Democratic pollster Mark Mellman has just released a poll of 800 registered voters on Iran showing a startling degree of opposition to President Obama’s handling of Iran. Mellman reports:

President Obama speaks by telephone with Iranian President Hassan Rouhani in September. (Pete Souza for the White House via Agence France-Presse) President Obama speaks by telephone with Iranian President Hassan Rouhani in September. (Pete Souza for the White House via Agence France-Presse)

Americans across both political parties and all demographics overwhelmingly say Congress must approve any final agreement with Iran (69-25%), favor bipartisan Congressional legislation that would trigger new sanctions on Tehran, and want Iran’s nuclear capability fully eliminated – including by military strikes, if necessary – as preferable to leaving the Islamic Republic with the ability to develop nuclear weapons.

Voters also universally rejected administration efforts to keep its interim agreement with Iran secret, demanding the deal be made public 68-26 percent. . . . The survey finds support for the Nuclear Weapon Free Iran Act by a more than 2-to-1 margin (63-28), with those who “strongly support” outnumbering those “strongly opposed” by nearly 3-to-1 (49-17), after being presented with both arguments.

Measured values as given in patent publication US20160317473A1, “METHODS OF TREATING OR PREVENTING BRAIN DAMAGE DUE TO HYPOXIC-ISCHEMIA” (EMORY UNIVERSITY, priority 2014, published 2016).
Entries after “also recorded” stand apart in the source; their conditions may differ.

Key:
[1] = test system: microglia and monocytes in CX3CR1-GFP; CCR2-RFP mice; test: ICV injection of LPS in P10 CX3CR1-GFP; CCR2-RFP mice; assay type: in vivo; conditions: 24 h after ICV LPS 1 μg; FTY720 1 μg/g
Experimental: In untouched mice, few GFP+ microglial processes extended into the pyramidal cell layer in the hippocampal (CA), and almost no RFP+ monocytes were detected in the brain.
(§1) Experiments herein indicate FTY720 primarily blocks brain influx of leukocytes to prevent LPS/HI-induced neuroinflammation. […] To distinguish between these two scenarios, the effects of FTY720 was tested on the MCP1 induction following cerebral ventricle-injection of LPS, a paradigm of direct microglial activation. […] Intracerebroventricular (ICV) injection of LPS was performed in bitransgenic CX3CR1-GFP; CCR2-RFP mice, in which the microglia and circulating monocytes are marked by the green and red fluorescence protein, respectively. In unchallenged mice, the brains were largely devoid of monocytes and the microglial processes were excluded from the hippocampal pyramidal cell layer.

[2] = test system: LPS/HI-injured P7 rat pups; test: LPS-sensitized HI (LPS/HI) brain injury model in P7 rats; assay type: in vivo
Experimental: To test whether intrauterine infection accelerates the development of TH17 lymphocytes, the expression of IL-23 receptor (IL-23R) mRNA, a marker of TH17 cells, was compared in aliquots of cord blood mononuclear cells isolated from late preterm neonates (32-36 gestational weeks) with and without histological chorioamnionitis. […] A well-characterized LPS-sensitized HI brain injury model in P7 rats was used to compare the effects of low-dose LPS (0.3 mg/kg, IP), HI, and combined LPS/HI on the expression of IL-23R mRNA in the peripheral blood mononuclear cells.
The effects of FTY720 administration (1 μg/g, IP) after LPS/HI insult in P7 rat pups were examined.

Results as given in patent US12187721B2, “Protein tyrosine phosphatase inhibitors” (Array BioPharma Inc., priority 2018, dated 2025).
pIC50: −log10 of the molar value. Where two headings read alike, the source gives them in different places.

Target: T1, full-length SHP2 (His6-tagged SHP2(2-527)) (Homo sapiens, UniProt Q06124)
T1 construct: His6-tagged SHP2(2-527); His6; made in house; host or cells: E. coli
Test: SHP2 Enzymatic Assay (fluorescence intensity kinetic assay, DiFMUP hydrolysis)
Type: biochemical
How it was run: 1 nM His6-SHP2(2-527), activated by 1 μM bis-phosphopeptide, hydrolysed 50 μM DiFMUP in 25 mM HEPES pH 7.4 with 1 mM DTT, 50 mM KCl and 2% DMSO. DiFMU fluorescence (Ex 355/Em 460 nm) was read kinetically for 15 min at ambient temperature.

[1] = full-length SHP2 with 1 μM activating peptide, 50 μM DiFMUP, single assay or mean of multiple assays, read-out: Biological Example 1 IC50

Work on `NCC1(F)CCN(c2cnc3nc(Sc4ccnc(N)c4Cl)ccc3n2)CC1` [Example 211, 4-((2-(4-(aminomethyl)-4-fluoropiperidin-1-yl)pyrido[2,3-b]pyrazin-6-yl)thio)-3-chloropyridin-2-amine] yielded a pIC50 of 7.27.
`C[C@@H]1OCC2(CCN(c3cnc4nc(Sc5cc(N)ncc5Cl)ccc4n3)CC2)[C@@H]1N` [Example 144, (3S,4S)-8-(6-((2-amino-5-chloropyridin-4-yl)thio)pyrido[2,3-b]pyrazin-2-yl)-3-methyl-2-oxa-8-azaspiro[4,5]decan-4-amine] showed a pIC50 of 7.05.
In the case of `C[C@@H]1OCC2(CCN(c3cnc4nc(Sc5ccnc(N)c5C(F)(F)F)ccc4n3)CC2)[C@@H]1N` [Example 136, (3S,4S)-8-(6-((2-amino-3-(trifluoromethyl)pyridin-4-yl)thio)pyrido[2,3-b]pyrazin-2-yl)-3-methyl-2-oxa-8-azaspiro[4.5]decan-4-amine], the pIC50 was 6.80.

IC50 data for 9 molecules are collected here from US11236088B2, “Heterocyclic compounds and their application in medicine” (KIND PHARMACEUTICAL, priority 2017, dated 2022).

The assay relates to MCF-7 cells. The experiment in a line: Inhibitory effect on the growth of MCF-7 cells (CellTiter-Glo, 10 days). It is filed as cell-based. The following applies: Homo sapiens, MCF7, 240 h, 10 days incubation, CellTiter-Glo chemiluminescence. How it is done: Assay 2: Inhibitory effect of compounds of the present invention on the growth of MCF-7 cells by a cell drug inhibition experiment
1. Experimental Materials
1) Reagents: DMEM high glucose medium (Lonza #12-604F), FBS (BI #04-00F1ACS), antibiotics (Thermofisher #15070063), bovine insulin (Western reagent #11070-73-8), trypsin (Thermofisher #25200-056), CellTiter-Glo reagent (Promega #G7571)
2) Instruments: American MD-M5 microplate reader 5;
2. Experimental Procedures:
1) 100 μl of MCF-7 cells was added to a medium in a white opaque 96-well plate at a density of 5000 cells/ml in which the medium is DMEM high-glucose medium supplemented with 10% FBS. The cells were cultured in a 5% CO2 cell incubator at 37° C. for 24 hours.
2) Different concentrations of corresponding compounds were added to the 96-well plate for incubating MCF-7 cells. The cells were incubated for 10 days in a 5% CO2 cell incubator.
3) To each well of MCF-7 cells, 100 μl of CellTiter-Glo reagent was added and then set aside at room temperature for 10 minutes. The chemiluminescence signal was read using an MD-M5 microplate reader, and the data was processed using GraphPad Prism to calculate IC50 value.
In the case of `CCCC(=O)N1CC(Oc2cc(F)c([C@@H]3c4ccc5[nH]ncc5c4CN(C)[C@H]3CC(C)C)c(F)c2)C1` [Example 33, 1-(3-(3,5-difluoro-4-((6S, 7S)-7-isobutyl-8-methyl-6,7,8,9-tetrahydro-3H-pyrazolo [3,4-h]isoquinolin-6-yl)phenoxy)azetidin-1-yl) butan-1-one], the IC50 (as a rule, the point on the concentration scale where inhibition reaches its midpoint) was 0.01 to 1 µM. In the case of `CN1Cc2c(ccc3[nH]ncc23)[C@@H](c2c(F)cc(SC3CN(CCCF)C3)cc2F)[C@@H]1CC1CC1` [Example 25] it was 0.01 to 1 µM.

Americans across all demographic and political segments express deep distrust of Iran (83-15%), say any final diplomatic agreement must require that Iran fully dismantle its enrichment capability (83-12%), be approved by Congress (69-25%), and do so before sanctions relief is granted (62-32%).

In other words, just about everything the president is doing is strongly opposed by Americans (66 to 30 percent), including Democrats. Moreover, “Americans want any final deal with Iran to prevent Tehran’s ability to develop nuclear weapons, and absent such an agreement, would support targeted military strikes (68-21%) to do so.”

The results, unsurprisingly, match the bipartisan effort in the Senate to pass sanctions that would go into effect if Iran cheats on the interim deal or doesn’t reach a final deal in six months. Its findings are also in sync with the recommendations of the president’s former Iran adviser, Dennis Ross.

Why, then, is the president pursuing a policy that top Iran experts think is dangerous and which bipartisan majorities of the American people oppose? We can only surmise that he is poorly advised and therefore confused; acting willfully against the advice of advisers who do know better; thinks Israel will take care of Iran in the end; and/or is so determined to retreat from the world that he is willing to tolerate Iran’s nuclear weapons capacity.

Frankly, the reason is irrelevant. What matters for Congress is that both smart policy and good politics should prompt passage of conditional sanctions and a credible determination to use force and/or assist Israel’s use of force to prevent Iran from reaching a nuclear weapons threshold.